The arden was the name of a former forest and culturally defined area that in antiquity and into early modern times encompassed large parts of Warwickshire, as well as adjoining parts of Staffordshire, Shropshire and Worcestershire. The arden was bounded by the Roman roads Icknield Street, Watling Street and Fosse Way and by a prehistoric salt track from Droitwich. It was a dangerous wilderness where bears and wolves roamed. Shakespeare’s arden may have promulgated an English nostalgic autosterotype of Merry England as seen by such artists as Pre-Raphaelite John Collier, or the actual forest may have been more sinister than he suggests, with its dangers and threats.
On the outskirts of the arden, towns were built at Henley-in-Arden and Coleshill, with Roman villas at a number of sites. In the medieval era, royal forests subject to forest law were established on wooded land adjoining the arden, at Sutton Park in the Anglo-Saxon era and Feckenham Forest in the early Norman era.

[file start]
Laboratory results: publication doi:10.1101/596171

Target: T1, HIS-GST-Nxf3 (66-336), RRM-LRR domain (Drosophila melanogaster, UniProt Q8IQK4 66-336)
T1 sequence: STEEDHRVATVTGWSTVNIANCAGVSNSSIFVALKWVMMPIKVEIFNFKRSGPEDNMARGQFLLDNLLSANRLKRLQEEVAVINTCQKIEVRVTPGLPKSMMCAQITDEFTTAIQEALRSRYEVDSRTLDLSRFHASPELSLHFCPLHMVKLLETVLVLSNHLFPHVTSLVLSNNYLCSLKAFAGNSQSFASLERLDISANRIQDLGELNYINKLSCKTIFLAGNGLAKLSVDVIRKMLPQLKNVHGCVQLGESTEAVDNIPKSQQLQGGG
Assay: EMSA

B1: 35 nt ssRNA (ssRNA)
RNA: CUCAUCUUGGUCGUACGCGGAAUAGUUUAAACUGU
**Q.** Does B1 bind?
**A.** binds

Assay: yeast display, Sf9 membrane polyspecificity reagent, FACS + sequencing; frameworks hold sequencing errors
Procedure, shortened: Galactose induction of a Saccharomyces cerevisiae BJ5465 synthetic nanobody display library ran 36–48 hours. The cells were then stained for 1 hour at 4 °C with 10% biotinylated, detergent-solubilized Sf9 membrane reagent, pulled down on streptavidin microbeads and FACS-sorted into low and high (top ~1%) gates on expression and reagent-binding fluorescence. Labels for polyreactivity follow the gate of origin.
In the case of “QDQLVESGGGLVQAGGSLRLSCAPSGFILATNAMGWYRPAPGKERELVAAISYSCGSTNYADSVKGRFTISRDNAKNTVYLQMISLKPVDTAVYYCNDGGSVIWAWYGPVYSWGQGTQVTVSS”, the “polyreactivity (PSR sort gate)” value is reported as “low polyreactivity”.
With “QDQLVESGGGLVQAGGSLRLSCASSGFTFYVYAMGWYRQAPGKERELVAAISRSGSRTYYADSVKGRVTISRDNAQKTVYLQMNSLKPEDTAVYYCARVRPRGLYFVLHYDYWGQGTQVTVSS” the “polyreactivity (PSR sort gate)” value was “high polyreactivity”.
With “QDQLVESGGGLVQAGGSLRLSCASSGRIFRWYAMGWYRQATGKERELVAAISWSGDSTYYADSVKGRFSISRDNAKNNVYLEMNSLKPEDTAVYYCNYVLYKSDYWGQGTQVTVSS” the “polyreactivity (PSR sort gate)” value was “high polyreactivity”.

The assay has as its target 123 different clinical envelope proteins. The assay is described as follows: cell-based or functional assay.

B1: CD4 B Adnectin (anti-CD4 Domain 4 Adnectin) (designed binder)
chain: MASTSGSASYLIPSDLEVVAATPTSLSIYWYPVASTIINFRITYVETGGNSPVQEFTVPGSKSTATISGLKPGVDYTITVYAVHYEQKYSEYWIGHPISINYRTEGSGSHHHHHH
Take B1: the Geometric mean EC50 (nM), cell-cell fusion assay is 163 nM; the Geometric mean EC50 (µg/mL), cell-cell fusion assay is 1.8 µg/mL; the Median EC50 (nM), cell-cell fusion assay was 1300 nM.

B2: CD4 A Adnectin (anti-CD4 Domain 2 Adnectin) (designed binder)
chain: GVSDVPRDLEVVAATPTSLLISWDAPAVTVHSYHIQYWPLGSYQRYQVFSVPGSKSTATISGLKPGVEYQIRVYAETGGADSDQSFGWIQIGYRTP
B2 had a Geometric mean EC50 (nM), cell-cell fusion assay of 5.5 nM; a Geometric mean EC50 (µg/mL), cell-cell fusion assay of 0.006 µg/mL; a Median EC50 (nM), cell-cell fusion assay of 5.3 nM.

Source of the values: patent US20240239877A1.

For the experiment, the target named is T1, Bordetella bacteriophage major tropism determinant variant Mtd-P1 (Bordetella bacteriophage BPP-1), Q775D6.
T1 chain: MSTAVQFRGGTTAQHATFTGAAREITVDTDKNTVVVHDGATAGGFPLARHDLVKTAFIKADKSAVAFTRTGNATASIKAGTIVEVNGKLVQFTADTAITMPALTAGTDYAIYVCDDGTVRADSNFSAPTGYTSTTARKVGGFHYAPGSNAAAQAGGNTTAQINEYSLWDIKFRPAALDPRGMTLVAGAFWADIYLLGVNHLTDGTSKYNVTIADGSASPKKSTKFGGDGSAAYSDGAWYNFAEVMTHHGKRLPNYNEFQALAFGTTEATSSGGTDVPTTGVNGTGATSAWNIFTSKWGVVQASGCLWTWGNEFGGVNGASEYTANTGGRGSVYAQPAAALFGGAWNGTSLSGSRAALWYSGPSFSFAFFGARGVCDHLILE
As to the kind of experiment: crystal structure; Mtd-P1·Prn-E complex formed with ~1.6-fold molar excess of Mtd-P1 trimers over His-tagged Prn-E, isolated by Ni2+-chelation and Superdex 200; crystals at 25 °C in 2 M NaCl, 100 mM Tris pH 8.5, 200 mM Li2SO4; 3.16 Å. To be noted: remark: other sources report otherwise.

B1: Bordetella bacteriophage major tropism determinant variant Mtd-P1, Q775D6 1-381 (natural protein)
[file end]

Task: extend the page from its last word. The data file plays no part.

A large part of the arden is privately owned and used for dwellings. The communal land is owned by the village, while the area occupied by dwellings is leased to individual leaseholders who pay taxes on their square footage for village, county and local school expenses. The village operates a town-meeting form of government and its governing documents and ordinances are found on this website.
A special task force set up by the Town Assembly is reviewing the arden’s governing documents and ordinances. You can see meeting announcements and a schedule of topics under consideration on the task force’s new web page. A great deal of information about the arden’s responsibilities and rights as a leaseholder is also available in the Red Book, which you can access here on this site.